A 7.1-magnitude earthquake shook the South Pacific Island nation of Papua New Guinea for several minutes Wednesday, according to reports.
The earthquake was initially rated as a 7.3-magnitude. However the U.S. Geological Survey confirmed it to be a 7.1-magnitude that struck about 90 kilometers southwest of the country's second largest city, Lae. The earthquake's depth was about 115 kilometers.
Reports say damage was minimal and there were no injuries. Also, the Pacific Tsunami Warning Center did not issue a tsunami alert.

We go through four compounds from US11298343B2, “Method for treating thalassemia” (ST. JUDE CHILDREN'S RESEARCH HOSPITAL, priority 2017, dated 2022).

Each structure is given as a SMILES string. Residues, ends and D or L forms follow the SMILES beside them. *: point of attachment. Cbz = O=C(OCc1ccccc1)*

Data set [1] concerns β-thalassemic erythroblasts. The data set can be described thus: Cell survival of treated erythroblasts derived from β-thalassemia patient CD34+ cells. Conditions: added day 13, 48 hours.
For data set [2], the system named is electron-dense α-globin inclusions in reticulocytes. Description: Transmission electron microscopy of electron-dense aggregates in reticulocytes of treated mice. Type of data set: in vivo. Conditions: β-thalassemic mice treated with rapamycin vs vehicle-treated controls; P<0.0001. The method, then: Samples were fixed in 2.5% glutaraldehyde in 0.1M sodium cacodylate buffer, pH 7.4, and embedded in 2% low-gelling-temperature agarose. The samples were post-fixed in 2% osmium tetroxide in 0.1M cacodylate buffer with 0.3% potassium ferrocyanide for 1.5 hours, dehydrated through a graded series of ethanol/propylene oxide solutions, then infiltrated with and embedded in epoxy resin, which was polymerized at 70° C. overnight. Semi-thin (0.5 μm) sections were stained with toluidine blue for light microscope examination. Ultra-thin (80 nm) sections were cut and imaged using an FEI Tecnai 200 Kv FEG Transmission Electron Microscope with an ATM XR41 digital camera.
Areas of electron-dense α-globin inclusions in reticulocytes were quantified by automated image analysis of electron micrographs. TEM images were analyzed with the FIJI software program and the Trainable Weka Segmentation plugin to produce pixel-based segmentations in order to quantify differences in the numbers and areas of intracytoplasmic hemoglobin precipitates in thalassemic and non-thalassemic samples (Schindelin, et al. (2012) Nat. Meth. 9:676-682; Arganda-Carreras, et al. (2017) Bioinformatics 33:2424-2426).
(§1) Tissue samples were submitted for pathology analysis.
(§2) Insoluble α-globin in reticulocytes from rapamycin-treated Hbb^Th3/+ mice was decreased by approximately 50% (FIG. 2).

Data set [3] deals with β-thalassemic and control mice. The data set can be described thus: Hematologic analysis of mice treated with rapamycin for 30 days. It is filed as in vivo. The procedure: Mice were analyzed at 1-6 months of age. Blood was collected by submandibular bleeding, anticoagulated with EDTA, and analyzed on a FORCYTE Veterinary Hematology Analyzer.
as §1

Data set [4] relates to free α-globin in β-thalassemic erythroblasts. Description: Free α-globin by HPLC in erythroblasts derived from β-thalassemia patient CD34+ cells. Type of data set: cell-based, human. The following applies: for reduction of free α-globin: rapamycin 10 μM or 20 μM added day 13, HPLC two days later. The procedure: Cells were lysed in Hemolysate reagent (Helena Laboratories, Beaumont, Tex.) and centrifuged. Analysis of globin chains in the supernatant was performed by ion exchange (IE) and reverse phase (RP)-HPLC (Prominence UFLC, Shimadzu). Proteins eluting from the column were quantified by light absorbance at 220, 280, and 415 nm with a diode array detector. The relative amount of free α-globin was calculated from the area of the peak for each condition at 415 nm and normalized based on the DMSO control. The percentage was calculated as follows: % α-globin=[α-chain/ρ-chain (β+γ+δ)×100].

About 220 kilometers away, reports say that people in the capital of Port Moresby even felt the quake, seeing windows rattling.
Reports also say that strong earthquakes are relatively common in Papua New Guinea. The country lies on the Ring of Fire, which is an arc of earthquake and volcanic zones that stretches around the Pacific Rim.
Stuff.co.uz reports that Wednesday's quake was the first over 7.0-magnitude in Papua New Guinea since 2005, according to the U.S. Geological Survey.
A 7.0-magnitude quake killed 2,183 people in 1998, an 8.0-magnitude quake killed two people in 2000 and four people were killed when a 7.6-magnitude quake hit the country in 2002.